His Distinguished Name

The Son achieved the “purification of sins,” and thus, he qualified to “sit down at the right hand of the majesty on high” where he mediates as the high priest for his people. Additionally, he inherited a “more distinguished name,” namely, that of “Son.”

The letter to the Hebrews uses several comparisons to demonstrate the superiority of Jesus over all persons and things that preceded him. His priesthood, covenant, and sacrifice have completed what the Levitical sacrifices and rituals could not, and he has received even more honor and authority than the great lawgiver himself, Moses.


The letter’s first contrast is between Jesus and the angels, employing several Old Testament passages to demonstrate his superiority over them, as well as his supremacy over all things.

  • (Hebrews 1:4-7) – “By so much becoming superior to the angels by as much as, going beyond them, he inherited a more distinguished name. For to which of the angels said he ever: You are my son; I, this day, have begotten you? And again: I will become his father and he shall become my Son? But whenever he again introduces the first-born into the habitable earth, he says: And let all God’s angels worship him! Even as to the angels, indeed, he says: Who make his angels winds, and his ministers of state a fiery flame.”

The argument demonstrates the superiority of Jesus by comparing him to persons widely recognized as excellent, in this first instance, the angels of God. If they are glorious and holy, how much more so is His Son?

The passage is the first to employ the term “better” or kreittôn, an adjective of comparison that denotes something or someone that is “better, best, nobler, noblest.” It is used thirteen times in the letter to stress the superiority of what God has done in Jesus – (e.g., “better sacrifices” – Hebrew 7:7, 7:19, 9:23).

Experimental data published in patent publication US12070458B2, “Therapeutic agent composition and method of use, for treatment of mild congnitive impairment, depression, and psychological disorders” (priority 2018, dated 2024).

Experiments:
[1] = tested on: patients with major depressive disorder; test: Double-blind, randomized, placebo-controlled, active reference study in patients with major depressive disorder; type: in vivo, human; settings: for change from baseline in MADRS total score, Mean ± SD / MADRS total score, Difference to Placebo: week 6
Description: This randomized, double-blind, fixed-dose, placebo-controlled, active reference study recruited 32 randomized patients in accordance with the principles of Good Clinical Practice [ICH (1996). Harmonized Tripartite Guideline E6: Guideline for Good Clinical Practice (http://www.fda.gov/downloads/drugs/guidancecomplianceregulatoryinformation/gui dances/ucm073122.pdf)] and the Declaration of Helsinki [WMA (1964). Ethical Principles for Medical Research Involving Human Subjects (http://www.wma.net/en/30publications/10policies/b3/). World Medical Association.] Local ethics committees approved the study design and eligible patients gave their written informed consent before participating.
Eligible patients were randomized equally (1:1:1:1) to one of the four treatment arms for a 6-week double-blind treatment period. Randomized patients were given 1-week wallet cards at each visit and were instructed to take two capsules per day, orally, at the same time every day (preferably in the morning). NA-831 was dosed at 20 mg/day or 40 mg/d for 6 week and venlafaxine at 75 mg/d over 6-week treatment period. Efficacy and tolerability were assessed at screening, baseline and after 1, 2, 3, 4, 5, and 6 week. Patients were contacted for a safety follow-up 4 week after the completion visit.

The reference to his “distinguished name” translates the Greek term diaphoros, meaning that which is “distinct, distinguished, different.” The point is not simply that his name is better than “angel,” but also that it is of an entirely different kind and order since he bears the name “son” in contrast to “angels” and “prophets.”

The emphasis is on his position as the “son.” Certainly, the author of the letter is aware that this son is none other than Jesus, but that name does not appear until the second chapter when discussing his sacrificial death.


The comparison begins with the rhetorical question – “to which of the angels said He at any time?” The expected answer is “none.” At no point did Yahweh call any angel “son” or elevate one of them to sit at His “right hand.”

Seven scriptural citations are used to demonstrate his superiority over angels, and the first six are divided into three pairs for literary effect:

  • Psalm 2:7 and 2 Samuel 7:14.
  • Deuteronomy 32:43 and Psalm 104:4.
  • Psalm 45:6-7 and Psalm 102:25-27.

The first pair concerns his status, the second, the function of angels, and the third presents the exalted reign of the Son.

The seventh citation responds to the first rhetorical question – What God said to the Son He never said to any angel (i.e., “Sit at my right hand until I make your foes your footstool”).

The two words that link all seven citations to the letter’s opening statement are “angels” and “Son” – (Psalm 110:1, Psalm 103:20-21, Hebrews 1:1-4, 2:1-4).

Jesus is distinct from the angels because he is God’s Son, and that means he has a close and unique relationship with his Father that no other being has regardless of how powerful and exalted he, she, or it might be. He alone is designated “Son.”

Thus, he is superior to angels by the very fact that he is a “Son.” Not only so, but God also commanded all the angels “to render homage” to him. His high status is the result of his priestly act by which he “achieved the purification of sins.”

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